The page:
Passion: Fresh from Cinemax circa 1992 comes this bland, awkwardly forced, sexually semi-charged thriller wannabe about corporate climbers who (we’re told) are really good at their job, but must backstab, betray, and murder their way to success. They wear business suits and have meetings. They have video chats and worry over getting that position in New York, so they must be upwardly mobile young women. And there’s sexual tension. I know there’s sexual tension, because the movie won’t stop saying it’s there (thankfully, because it would have gone unnoticed otherwise). None of the characters are well thought out, and why they’re doing what they’re doing is vague at best. And it all leads to a silly, bordering on offensively dumb ending. Like Sam Raimi, I feel like De Palma is stuck in his ‘glory days,’ unable to grow as a director, unable to look beyond his once fresh sense of style. That might be OK if the scripts were better. But this would be Hitchcock script wouldn’t make the grade in a 70s porno without adding several more visits from the pizza delivery guy. De Palma, come on. Some part of me still enjoys the throw-back gimmicks, but you’ve got to do better. A lot better. The lady ballet dancer is quite cute, so the movie isn’t a total loss.
Jayne Mansfield’s Car: A bunch of broken, sad people try to deal with their life and their sorrow. The whole picture is shadowed by the wars of the 20th century and how each generation dealt with and thought of war. It’s a great ensemble cast with especially strong performances from Billy Bob Thornton (who also directed and co-wrote), Kevin Bacon, and Robert Patrick as three WWII vets, each with his own war related demon. It’s a family drama, with lots of awkward humor and fun little twists on expectation. At the end of the day, I don’t think I connected with the movie as much as I’d have liked. I think perhaps seeing it in a theater might have helped me be more captured by the glaring Southern Sun and the Vietnam era production design. But a solid film, if not one I was especially enamored with.
The Living Skeleton: Uh…OK. So this movie is steeped in the gimmicky silliness of William Castle, and the moody noirishness of Val Lewton, but with the script of an American International Vincent Price vehicle. And while that all sounds great, it doesn’t turn out as amazing as it should. I liked the film, and there are some cool, creepy bits. But by the end, I was having a devil of a time trying to figure out who anyone was, what they were doing, why they were doing it, and generally what the hell was going on. It was kitchen sink storytelling, and when the mad scientist appeared…with no foreshadowing, I might add…I spent the rest of the film scratching my head. Still, the lead actress, Kikko Matsuoka was quite pleasing to the eyes in a sort of Connery-era Bond Girl way (edit: she actually did appear in You Only Live Twice, apparently).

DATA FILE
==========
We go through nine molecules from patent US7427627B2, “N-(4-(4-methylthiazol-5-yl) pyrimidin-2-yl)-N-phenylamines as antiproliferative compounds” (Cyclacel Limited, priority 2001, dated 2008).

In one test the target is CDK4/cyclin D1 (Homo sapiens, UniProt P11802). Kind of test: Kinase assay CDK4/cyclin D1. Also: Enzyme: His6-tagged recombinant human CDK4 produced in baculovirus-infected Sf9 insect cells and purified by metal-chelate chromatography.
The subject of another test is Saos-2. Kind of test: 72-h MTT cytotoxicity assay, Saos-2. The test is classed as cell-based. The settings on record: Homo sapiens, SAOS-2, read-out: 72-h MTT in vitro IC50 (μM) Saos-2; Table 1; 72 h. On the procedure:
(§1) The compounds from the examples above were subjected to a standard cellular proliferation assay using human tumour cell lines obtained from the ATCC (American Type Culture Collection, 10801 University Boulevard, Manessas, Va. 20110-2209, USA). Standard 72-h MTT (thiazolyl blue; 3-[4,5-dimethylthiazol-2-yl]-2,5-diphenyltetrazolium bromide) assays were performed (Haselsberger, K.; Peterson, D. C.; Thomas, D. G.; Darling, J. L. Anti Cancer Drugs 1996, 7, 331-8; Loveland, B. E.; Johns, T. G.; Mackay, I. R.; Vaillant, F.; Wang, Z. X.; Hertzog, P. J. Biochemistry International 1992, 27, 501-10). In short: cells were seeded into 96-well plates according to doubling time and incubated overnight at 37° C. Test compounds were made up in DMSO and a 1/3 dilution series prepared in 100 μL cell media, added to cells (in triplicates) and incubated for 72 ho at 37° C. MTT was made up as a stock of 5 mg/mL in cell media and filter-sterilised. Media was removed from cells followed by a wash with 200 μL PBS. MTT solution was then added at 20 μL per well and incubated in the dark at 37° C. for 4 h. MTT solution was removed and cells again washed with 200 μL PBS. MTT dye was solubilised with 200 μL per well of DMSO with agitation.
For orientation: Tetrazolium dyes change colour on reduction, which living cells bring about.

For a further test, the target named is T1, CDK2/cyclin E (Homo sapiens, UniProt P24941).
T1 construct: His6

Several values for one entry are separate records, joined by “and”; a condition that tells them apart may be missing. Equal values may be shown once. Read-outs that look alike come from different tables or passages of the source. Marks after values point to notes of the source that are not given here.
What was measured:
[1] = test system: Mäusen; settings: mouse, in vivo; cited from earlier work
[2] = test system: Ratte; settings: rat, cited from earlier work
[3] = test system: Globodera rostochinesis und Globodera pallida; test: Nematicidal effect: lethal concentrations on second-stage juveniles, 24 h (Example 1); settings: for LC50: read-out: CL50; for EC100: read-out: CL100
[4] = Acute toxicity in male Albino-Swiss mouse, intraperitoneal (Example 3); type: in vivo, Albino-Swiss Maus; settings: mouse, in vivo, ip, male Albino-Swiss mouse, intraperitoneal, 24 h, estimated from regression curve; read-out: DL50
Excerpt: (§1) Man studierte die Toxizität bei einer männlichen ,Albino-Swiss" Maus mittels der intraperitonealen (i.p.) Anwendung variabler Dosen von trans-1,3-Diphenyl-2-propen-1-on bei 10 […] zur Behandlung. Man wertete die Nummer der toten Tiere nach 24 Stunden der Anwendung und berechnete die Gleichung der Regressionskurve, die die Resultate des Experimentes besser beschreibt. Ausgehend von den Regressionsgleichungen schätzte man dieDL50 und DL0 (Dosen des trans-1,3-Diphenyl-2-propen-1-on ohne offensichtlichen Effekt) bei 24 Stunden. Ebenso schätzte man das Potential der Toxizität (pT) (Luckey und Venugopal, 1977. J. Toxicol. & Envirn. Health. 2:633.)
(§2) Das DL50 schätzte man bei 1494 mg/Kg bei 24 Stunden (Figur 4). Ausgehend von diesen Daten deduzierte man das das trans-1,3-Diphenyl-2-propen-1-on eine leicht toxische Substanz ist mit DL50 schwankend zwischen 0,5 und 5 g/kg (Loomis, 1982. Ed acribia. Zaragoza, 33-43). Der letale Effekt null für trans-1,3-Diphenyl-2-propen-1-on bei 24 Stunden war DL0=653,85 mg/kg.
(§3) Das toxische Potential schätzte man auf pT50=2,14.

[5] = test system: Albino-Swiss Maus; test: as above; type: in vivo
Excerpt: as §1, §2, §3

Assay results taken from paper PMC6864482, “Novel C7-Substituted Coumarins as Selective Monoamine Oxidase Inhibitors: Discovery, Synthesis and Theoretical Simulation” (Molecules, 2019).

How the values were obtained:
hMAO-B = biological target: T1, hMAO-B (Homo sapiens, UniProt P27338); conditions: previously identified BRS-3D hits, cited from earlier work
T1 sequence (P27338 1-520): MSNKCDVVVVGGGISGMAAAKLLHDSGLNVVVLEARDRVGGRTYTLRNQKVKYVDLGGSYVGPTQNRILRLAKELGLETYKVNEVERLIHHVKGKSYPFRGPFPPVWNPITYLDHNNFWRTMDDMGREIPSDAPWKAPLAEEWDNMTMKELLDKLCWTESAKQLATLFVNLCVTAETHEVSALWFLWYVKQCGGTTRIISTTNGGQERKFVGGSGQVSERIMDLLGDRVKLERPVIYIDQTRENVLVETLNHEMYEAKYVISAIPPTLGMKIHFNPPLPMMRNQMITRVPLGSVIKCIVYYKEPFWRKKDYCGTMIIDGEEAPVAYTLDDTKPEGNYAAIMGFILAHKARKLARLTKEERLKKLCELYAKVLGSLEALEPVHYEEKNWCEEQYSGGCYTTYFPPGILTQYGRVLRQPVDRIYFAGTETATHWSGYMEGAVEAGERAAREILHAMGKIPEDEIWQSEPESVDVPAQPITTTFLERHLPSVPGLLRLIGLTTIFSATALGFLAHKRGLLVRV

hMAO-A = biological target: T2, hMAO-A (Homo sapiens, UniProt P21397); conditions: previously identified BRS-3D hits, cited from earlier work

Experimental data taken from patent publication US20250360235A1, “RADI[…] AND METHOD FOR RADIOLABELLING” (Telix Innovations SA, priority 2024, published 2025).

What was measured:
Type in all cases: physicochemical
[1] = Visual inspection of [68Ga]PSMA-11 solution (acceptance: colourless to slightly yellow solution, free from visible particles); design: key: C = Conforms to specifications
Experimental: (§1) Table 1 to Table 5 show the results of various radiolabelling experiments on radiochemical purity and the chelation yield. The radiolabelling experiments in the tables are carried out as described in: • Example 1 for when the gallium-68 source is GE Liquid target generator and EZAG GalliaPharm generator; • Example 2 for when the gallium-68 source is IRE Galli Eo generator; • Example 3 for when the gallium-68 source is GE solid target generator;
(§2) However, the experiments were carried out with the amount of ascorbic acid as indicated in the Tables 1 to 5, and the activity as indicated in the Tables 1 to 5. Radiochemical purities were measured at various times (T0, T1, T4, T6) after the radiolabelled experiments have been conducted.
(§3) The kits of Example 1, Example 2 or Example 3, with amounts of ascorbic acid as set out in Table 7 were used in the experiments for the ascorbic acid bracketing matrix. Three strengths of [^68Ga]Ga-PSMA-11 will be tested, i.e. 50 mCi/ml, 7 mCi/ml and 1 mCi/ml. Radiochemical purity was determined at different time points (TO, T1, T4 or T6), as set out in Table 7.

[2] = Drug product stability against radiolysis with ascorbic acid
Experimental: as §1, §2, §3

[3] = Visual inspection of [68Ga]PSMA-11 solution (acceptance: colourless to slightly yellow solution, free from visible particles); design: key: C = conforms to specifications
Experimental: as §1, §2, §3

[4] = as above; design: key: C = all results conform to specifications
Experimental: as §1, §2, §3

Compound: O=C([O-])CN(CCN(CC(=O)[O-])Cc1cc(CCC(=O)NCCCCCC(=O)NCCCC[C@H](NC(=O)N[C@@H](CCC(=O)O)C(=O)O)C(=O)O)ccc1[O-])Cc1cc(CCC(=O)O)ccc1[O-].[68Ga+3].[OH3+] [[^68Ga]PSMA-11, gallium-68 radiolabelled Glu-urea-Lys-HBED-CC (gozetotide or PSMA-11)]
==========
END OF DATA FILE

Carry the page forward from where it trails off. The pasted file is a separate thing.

Winter’s Bone: “Is this gonna be our time?” Hillbillies got no money, mo problems. The uglier side of mountain man poverty, drug abuse, crime and such. Dumb people living small little lives of petty villainy and tainted hope. The movie is well made, but these people are so pathetic and awful I have a hard time getting in their corner. I’ve never much enjoyed the company of the terminally ignorant. The actors do a good job, especially John Hawkes. But I still found it all unpleasant to sit with for a couple hours.
Movie 43: It definitely isn’t as consistently good as The Kentucky Fried Movie, or even Amazon Women on the Moon, but this sketch comedy movie does have its moments. I think the trouble is that the humor is a bit too one-note. Every sketch is pretty much just a variation on a gross-out bit. Some of them are really good (neck-balls), others not so much (first period). A weird number and variety of actors show up in small rolls. Some are the sorts who will do anything that comes along, but others are A-listers with agents who normally keep them out of stuff like this, and that gives the movie a bit of extra awkward charm.
Genocide: Atomic bombs and killer insects. Trouble all around. Like the other Shochiku horror films, this movie is all over the map, pretty wacky, and ultimately, not all that good. The insect world is apparently annoyed with our constant fighting, and while it wouldn’t mind us killing ourselves off, it’s afraid we might take it with us. So, all the world’s bugs are gonna take us out before we can do it to them. I guess. While some of the wacky ideas and scenes might be worth lifting for a better film, the overall piece never goes as crazy as it could or as interesting as it should.
So, that was about it. Along the way, I started putting some thought and effort into my plans for January, where I’m going to try to finally get an RPG up and running. I’m still hungry for some Ars Magica, but I’ve got plenty of other games that could and should be a great deal of fun. I’ll be very curious to see what everyone else will be into.